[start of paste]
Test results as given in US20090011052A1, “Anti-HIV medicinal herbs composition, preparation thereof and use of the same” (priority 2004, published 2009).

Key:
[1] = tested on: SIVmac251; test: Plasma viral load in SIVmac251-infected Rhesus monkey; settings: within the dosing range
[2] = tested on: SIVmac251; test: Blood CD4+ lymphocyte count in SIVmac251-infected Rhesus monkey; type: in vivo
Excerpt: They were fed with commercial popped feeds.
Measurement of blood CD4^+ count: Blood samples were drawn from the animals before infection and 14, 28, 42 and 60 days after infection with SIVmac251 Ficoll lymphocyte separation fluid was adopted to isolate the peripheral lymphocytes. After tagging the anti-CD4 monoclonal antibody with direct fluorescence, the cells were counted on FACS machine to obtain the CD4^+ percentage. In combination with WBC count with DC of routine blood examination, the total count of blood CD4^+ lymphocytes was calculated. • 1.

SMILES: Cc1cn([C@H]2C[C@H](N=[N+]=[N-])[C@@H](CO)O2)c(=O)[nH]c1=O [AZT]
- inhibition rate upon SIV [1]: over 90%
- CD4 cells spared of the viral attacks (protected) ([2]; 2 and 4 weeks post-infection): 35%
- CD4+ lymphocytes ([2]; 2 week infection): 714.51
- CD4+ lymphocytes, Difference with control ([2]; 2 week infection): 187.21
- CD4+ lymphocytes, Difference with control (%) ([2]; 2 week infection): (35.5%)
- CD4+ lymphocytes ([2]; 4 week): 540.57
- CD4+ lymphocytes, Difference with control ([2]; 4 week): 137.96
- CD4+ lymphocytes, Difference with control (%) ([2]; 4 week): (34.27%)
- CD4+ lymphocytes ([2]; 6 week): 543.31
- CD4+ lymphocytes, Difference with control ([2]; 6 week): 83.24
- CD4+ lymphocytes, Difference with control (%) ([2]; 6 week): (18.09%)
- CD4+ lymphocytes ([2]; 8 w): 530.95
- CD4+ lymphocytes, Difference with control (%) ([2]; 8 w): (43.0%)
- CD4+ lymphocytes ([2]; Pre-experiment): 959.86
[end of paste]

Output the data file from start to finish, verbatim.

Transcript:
Test results as given in US20090011052A1, “Anti-HIV medicinal herbs composition, preparation thereof and use of the same” (priority 2004, published 2009).

Key:
[1] = tested on: SIVmac251; test: Plasma viral load in SIVmac251-infected Rhesus monkey; settings: within the dosing range
[2] = tested on: SIVmac251; test: Blood CD4+ lymphocyte count in SIVmac251-infected Rhesus monkey; type: in vivo
Excerpt: They were fed with commercial popped feeds.
Measurement of blood CD4^+ count: Blood samples were drawn from the animals before infection and 14, 28, 42 and 60 days after infection with SIVmac251 Ficoll lymphocyte separation fluid was adopted to isolate the peripheral lymphocytes. After tagging the anti-CD4 monoclonal antibody with direct fluorescence, the cells were counted on FACS machine to obtain the CD4^+ percentage. In combination with WBC count with DC of routine blood examination, the total count of blood CD4^+ lymphocytes was calculated. • 1.

SMILES: Cc1cn([C@H]2C[C@H](N=[N+]=[N-])[C@@H](CO)O2)c(=O)[nH]c1=O [AZT]
- inhibition rate upon SIV [1]: over 90%
- CD4 cells spared of the viral attacks (protected) ([2]; 2 and 4 weeks post-infection): 35%
- CD4+ lymphocytes ([2]; 2 week infection): 714.51
- CD4+ lymphocytes, Difference with control ([2]; 2 week infection): 187.21
- CD4+ lymphocytes, Difference with control (%) ([2]; 2 week infection): (35.5%)
- CD4+ lymphocytes ([2]; 4 week): 540.57
- CD4+ lymphocytes, Difference with control ([2]; 4 week): 137.96
- CD4+ lymphocytes, Difference with control (%) ([2]; 4 week): (34.27%)
- CD4+ lymphocytes ([2]; 6 week): 543.31
- CD4+ lymphocytes, Difference with control ([2]; 6 week): 83.24
- CD4+ lymphocytes, Difference with control (%) ([2]; 6 week): (18.09%)
- CD4+ lymphocytes ([2]; 8 w): 530.95
- CD4+ lymphocytes, Difference with control (%) ([2]; 8 w): (43.0%)
- CD4+ lymphocytes ([2]; Pre-experiment): 959.86